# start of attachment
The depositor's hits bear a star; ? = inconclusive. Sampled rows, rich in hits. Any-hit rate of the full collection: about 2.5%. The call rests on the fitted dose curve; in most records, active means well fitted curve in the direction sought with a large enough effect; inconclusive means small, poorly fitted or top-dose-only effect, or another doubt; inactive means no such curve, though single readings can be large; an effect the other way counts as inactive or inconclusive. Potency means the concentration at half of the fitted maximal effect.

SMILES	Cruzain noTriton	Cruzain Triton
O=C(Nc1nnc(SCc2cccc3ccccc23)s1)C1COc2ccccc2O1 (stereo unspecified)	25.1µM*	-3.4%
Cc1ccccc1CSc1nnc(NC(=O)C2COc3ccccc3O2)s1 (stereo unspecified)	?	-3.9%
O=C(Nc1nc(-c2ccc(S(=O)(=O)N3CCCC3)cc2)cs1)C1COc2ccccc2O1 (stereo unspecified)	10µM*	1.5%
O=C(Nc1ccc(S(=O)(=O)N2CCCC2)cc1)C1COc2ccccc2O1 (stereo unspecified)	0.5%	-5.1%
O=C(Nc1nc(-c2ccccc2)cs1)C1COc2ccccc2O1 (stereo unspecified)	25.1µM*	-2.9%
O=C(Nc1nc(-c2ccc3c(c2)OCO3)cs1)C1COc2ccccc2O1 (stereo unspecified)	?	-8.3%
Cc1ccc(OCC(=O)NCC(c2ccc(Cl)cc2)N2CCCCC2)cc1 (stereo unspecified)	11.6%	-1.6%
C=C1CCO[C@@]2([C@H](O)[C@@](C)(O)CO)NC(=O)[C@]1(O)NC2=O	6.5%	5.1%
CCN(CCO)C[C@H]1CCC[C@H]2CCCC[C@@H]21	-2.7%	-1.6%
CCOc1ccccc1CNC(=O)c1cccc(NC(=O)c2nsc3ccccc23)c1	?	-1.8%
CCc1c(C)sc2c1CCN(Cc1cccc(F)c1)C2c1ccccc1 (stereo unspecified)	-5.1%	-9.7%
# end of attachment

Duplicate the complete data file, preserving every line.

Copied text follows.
The depositor's hits bear a star; ? = inconclusive. Sampled rows, rich in hits. Any-hit rate of the full collection: about 2.5%. The call rests on the fitted dose curve; in most records, active means well fitted curve in the direction sought with a large enough effect; inconclusive means small, poorly fitted or top-dose-only effect, or another doubt; inactive means no such curve, though single readings can be large; an effect the other way counts as inactive or inconclusive. Potency means the concentration at half of the fitted maximal effect.

SMILES	Cruzain noTriton	Cruzain Triton
O=C(Nc1nnc(SCc2cccc3ccccc23)s1)C1COc2ccccc2O1 (stereo unspecified)	25.1µM*	-3.4%
Cc1ccccc1CSc1nnc(NC(=O)C2COc3ccccc3O2)s1 (stereo unspecified)	?	-3.9%
O=C(Nc1nc(-c2ccc(S(=O)(=O)N3CCCC3)cc2)cs1)C1COc2ccccc2O1 (stereo unspecified)	10µM*	1.5%
O=C(Nc1ccc(S(=O)(=O)N2CCCC2)cc1)C1COc2ccccc2O1 (stereo unspecified)	0.5%	-5.1%
O=C(Nc1nc(-c2ccccc2)cs1)C1COc2ccccc2O1 (stereo unspecified)	25.1µM*	-2.9%
O=C(Nc1nc(-c2ccc3c(c2)OCO3)cs1)C1COc2ccccc2O1 (stereo unspecified)	?	-8.3%
Cc1ccc(OCC(=O)NCC(c2ccc(Cl)cc2)N2CCCCC2)cc1 (stereo unspecified)	11.6%	-1.6%
C=C1CCO[C@@]2([C@H](O)[C@@](C)(O)CO)NC(=O)[C@]1(O)NC2=O	6.5%	5.1%
CCN(CCO)C[C@H]1CCC[C@H]2CCCC[C@@H]21	-2.7%	-1.6%
CCOc1ccccc1CNC(=O)c1cccc(NC(=O)c2nsc3ccccc23)c1	?	-1.8%
CCc1c(C)sc2c1CCN(Cc1cccc(F)c1)C2c1ccccc1 (stereo unspecified)	-5.1%	-9.7%